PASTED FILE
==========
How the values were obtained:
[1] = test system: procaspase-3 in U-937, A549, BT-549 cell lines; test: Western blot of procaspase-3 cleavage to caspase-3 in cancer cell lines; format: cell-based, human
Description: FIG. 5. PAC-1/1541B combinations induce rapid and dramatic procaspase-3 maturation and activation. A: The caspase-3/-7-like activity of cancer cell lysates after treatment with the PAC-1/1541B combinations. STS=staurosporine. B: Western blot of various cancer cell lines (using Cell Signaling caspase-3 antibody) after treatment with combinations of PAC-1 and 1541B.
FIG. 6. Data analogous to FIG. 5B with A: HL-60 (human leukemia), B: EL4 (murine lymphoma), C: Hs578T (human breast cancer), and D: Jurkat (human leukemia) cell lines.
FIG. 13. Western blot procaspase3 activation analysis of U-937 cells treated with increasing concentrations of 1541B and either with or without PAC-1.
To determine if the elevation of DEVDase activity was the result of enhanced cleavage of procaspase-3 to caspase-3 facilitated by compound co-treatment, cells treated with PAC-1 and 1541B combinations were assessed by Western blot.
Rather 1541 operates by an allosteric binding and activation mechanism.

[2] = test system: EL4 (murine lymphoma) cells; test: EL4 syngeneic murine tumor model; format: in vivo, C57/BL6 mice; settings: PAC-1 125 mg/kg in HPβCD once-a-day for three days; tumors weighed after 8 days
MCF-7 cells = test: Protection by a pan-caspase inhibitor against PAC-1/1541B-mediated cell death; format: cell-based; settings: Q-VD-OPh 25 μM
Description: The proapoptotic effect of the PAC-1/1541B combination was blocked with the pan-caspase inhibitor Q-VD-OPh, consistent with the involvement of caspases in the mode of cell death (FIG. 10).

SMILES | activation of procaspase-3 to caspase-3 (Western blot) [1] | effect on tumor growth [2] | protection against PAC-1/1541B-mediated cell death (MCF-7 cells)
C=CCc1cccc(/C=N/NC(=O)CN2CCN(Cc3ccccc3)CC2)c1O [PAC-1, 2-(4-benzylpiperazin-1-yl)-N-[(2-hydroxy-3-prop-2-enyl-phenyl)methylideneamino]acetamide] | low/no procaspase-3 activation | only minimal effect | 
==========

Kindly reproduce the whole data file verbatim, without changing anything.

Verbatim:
How the values were obtained:
[1] = test system: procaspase-3 in U-937, A549, BT-549 cell lines; test: Western blot of procaspase-3 cleavage to caspase-3 in cancer cell lines; format: cell-based, human
Description: FIG. 5. PAC-1/1541B combinations induce rapid and dramatic procaspase-3 maturation and activation. A: The caspase-3/-7-like activity of cancer cell lysates after treatment with the PAC-1/1541B combinations. STS=staurosporine. B: Western blot of various cancer cell lines (using Cell Signaling caspase-3 antibody) after treatment with combinations of PAC-1 and 1541B.
FIG. 6. Data analogous to FIG. 5B with A: HL-60 (human leukemia), B: EL4 (murine lymphoma), C: Hs578T (human breast cancer), and D: Jurkat (human leukemia) cell lines.
FIG. 13. Western blot procaspase3 activation analysis of U-937 cells treated with increasing concentrations of 1541B and either with or without PAC-1.
To determine if the elevation of DEVDase activity was the result of enhanced cleavage of procaspase-3 to caspase-3 facilitated by compound co-treatment, cells treated with PAC-1 and 1541B combinations were assessed by Western blot.
Rather 1541 operates by an allosteric binding and activation mechanism.

[2] = test system: EL4 (murine lymphoma) cells; test: EL4 syngeneic murine tumor model; format: in vivo, C57/BL6 mice; settings: PAC-1 125 mg/kg in HPβCD once-a-day for three days; tumors weighed after 8 days
MCF-7 cells = test: Protection by a pan-caspase inhibitor against PAC-1/1541B-mediated cell death; format: cell-based; settings: Q-VD-OPh 25 μM
Description: The proapoptotic effect of the PAC-1/1541B combination was blocked with the pan-caspase inhibitor Q-VD-OPh, consistent with the involvement of caspases in the mode of cell death (FIG. 10).

SMILES | activation of procaspase-3 to caspase-3 (Western blot) [1] | effect on tumor growth [2] | protection against PAC-1/1541B-mediated cell death (MCF-7 cells)
C=CCc1cccc(/C=N/NC(=O)CN2CCN(Cc3ccccc3)CC2)c1O [PAC-1, 2-(4-benzylpiperazin-1-yl)-N-[(2-hydroxy-3-prop-2-enyl-phenyl)methylideneamino]acetamide] | low/no procaspase-3 activation | only minimal effect | 